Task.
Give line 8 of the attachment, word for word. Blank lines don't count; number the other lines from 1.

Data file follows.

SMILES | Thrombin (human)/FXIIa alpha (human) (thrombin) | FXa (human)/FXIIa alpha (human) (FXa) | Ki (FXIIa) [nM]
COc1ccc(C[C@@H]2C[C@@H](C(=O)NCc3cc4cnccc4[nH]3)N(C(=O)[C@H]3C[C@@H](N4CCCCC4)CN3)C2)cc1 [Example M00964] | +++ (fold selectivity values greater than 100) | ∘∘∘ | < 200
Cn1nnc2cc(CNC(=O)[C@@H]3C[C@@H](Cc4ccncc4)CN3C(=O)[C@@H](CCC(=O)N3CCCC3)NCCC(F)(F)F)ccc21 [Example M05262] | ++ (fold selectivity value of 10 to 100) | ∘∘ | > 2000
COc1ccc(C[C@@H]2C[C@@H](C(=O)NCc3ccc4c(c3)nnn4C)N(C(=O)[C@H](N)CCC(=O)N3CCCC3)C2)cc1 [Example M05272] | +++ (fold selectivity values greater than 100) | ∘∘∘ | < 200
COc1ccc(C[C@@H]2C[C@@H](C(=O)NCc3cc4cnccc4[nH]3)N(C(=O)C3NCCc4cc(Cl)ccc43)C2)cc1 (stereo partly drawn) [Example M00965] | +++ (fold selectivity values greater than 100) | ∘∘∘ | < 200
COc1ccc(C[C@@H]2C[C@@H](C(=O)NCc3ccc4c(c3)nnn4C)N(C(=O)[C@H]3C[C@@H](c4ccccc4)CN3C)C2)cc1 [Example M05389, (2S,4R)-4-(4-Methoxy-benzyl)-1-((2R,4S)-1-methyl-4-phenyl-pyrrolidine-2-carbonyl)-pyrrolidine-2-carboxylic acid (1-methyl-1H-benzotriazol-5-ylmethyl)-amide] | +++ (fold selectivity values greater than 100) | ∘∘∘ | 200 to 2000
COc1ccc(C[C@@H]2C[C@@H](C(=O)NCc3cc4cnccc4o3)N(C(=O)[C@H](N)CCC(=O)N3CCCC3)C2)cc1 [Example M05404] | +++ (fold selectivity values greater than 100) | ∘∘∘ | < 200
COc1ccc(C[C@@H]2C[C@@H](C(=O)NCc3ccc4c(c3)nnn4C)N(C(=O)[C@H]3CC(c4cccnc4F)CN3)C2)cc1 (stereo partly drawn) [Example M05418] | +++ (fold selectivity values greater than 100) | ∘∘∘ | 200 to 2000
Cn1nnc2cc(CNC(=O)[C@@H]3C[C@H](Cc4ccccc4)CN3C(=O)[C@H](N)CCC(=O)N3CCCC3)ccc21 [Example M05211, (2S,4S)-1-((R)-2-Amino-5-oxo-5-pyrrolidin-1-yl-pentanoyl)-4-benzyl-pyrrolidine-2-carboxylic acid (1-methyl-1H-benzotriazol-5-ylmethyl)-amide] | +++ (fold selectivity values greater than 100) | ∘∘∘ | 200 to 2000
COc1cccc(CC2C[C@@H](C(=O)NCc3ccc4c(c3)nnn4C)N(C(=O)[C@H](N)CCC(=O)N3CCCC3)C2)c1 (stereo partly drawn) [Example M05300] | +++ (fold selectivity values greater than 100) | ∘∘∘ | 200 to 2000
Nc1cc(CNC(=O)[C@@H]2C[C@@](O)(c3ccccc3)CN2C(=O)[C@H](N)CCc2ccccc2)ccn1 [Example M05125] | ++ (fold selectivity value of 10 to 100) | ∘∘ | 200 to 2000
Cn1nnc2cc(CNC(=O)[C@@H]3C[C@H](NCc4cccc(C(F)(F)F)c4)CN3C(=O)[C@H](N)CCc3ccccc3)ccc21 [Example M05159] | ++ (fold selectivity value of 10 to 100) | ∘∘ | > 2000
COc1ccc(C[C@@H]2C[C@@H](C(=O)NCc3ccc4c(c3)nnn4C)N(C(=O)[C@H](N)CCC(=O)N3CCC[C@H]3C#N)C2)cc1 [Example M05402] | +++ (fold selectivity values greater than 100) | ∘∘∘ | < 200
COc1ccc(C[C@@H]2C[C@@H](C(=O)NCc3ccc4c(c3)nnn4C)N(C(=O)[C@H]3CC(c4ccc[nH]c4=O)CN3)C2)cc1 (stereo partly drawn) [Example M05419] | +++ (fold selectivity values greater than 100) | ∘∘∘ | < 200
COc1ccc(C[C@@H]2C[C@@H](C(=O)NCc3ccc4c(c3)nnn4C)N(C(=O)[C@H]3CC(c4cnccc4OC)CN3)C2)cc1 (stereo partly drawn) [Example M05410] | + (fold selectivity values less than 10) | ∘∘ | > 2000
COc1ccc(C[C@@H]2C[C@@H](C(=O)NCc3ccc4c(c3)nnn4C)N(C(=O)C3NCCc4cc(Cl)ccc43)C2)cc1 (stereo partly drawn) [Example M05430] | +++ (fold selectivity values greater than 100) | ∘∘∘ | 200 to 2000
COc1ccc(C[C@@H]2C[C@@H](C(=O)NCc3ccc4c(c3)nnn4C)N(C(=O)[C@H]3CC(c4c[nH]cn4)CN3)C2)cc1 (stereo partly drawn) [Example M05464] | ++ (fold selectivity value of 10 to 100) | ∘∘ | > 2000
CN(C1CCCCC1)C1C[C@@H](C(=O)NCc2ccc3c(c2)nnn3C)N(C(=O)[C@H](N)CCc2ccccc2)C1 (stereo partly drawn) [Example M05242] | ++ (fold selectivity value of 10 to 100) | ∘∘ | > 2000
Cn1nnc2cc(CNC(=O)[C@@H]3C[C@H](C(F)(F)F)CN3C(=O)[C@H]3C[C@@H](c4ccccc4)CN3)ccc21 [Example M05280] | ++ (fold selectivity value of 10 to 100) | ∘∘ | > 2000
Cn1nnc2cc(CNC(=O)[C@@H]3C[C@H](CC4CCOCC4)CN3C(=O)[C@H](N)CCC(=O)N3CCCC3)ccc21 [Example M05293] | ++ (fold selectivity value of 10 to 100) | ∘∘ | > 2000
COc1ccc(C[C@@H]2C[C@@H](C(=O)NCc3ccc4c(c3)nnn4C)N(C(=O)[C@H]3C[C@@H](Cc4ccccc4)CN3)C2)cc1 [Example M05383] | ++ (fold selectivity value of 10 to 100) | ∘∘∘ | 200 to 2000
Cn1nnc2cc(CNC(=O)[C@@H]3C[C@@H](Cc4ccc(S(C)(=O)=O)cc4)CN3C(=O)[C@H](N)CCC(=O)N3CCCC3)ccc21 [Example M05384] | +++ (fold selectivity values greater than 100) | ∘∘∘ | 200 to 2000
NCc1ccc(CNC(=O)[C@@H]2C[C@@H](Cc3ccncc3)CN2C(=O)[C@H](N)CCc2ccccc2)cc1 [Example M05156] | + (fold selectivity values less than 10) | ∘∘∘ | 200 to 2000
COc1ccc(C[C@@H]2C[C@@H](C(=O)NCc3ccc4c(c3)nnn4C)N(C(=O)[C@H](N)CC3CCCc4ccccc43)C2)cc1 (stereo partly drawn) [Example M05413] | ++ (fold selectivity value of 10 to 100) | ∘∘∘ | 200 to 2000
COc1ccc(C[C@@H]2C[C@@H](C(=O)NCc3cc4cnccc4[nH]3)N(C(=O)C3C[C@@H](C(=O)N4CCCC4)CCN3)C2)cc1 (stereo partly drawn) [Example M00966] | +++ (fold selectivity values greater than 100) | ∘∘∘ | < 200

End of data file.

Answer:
COc1ccc(C[C@@H]2C[C@@H](C(=O)NCc3ccc4c(c3)nnn4C)N(C(=O)[C@H]3CC(c4cccnc4F)CN3)C2)cc1 (stereo partly drawn) [Example M05418] | +++ (fold selectivity values greater than 100) | ∘∘∘ | 200 to 2000